Lee is a philosopher by nature and it is through his musings that Steinbeck explores his ideas on the meaning of life and man's ability to control his own destiny. I was very disappointed to see that his character was totally lost from the movie version that I'd seen. I knew I didn't remember a Chinese cook in the movie, but just hoped I'd forgotten. It seems a real shame that that opportunity was missed, but then again the movie was made in 1955, just two years after the end of the Korean War. At that point in American history, China was not seen as a "friendly" and unfortunately that fear was transferred to the big screen.

I've noticed that Steinbeck doesn't write very nicely about women in general and this book was no exception, with Cathy/Kate being an icy whore. But he tries to redeem that by creating Abra, the love interest of both Cal and Aron. She is everything Cathy is not and is a mother-figure to Aron, while something more to Cal.

Overall, the book was good though long. I like Of Mice and Men more, but I can't bring myself to read that book anymore since having a son with a developmental disability. Dog and I went to see it performed as a play about 3 years ago and we both left in tears after the first act. It's a very good story, but it hits too close to home for me anymore. If you have never read Steinbeck I recommend it as his best work in my opinion.

Monday, September 13, 2010

Everything Is Illuminated by Jonathan Safran Foer ***

I've been lax. Very lax. It's not that I haven't been reading, heavens no! It's that I haven't been blogging. Now why that is is a multi-faceted, complex, & difficult to describe reason. But I'll take a whack at putting that reason into words: I've been busy. And that will just have to do as far as excuses go.

Now, on to the book. I had seen this movie a couple years ago only because it had Eugene Hutz in it, & I love Gogol Bordello. Not only did Eugene give a great performance, but so did Elijah Wood & Boris Leskin. I highly recommend the movie.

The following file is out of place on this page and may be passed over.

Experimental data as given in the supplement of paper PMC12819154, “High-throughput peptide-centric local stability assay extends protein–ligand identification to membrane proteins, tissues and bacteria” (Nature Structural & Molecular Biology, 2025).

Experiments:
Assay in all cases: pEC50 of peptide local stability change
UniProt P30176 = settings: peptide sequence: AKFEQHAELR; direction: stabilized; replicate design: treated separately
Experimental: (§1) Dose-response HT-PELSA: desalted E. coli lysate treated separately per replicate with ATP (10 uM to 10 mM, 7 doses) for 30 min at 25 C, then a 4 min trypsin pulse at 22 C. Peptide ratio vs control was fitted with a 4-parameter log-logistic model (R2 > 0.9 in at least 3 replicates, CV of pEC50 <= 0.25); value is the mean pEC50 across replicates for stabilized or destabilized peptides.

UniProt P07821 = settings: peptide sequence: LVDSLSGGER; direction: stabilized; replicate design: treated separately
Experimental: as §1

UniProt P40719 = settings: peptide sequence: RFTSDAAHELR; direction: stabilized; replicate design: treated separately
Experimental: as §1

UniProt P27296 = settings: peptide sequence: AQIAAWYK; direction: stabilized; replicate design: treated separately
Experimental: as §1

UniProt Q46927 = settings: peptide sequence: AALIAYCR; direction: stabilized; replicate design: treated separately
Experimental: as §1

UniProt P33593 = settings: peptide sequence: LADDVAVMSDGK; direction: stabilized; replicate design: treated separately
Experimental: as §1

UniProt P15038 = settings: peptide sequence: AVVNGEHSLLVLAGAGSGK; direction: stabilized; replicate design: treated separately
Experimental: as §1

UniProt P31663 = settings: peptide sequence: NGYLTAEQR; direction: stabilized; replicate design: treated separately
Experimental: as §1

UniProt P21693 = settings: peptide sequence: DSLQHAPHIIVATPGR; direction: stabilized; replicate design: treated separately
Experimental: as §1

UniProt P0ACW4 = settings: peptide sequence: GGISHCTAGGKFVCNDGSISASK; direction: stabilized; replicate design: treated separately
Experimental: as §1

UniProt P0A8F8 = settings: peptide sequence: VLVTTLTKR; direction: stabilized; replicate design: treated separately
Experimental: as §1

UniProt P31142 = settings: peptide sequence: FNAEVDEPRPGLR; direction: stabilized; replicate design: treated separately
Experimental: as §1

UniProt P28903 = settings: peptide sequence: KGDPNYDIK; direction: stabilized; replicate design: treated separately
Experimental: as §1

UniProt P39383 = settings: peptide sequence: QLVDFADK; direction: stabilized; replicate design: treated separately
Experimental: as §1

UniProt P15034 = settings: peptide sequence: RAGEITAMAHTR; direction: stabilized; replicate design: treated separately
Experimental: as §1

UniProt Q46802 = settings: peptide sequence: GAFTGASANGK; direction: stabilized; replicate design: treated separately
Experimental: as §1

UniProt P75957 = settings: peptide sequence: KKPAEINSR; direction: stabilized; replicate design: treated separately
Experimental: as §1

The book was another story (no pun intended). It started out in a hilarious manner as a letter written by Alex, a young Ukrainian man, to Jonathan Safran Foer. You see, JSF is a character in his own book. And while I warmed up to his character in the movie, I grew to dislike JSF in the book. I think this is to be expected since we see Alex improve his English but also grow & change during the course of telling the story of why JSF came to the Ukraine. As Alex learns, he learns to dislike JSF also.

Why is JSF there? To find the woman, Augustine, who saved his grandfather from a Nazi death squad. All he has is an old picture to go by, & the name of the town he's looking for. But how can you find a Jewish town 50 years after the Holocaust?

The book has a lot of very confusing story lines that I just frankly didn't understand. I don't know why the story of Brod was part of this book, it didn't seem to advance the plot at all. And I've got to say I've never been a big fan of stream of consciousness, so when I ran into a few pages of it I had to just put on a determined grin & slog through it.

Overall this is one of those rare books that was, in my opinion, much better as a movie. It made more sense & it had a much bigger impact. I suggest renting the movie & enjoying Eugene & the fellas do a fine job of making pain, beauty, & collecting things illuminated.